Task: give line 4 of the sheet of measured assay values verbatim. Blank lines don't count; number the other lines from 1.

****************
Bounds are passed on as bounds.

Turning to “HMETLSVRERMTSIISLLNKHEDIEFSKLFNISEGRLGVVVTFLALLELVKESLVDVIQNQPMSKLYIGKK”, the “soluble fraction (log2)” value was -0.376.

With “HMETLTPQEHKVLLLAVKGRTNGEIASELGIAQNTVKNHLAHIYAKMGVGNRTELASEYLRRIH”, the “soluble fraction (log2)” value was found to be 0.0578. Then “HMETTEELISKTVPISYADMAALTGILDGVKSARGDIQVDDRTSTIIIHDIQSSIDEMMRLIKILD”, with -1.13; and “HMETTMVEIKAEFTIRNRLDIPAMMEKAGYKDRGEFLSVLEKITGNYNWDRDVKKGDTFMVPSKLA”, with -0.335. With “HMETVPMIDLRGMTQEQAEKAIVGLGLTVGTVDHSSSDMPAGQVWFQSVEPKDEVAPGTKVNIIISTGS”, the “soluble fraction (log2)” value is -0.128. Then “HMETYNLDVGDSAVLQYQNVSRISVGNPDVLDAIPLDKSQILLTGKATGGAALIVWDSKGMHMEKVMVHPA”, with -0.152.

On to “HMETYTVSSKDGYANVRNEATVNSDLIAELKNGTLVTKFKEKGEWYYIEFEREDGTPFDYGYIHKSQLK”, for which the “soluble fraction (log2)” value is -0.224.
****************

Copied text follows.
On to “HMETYTVSSKDGYANVRNEATVNSDLIAELKNGTLVTKFKEKGEWYYIEFEREDGTPFDYGYIHKSQLK”, for which the “soluble fraction (log2)” value is -0.224.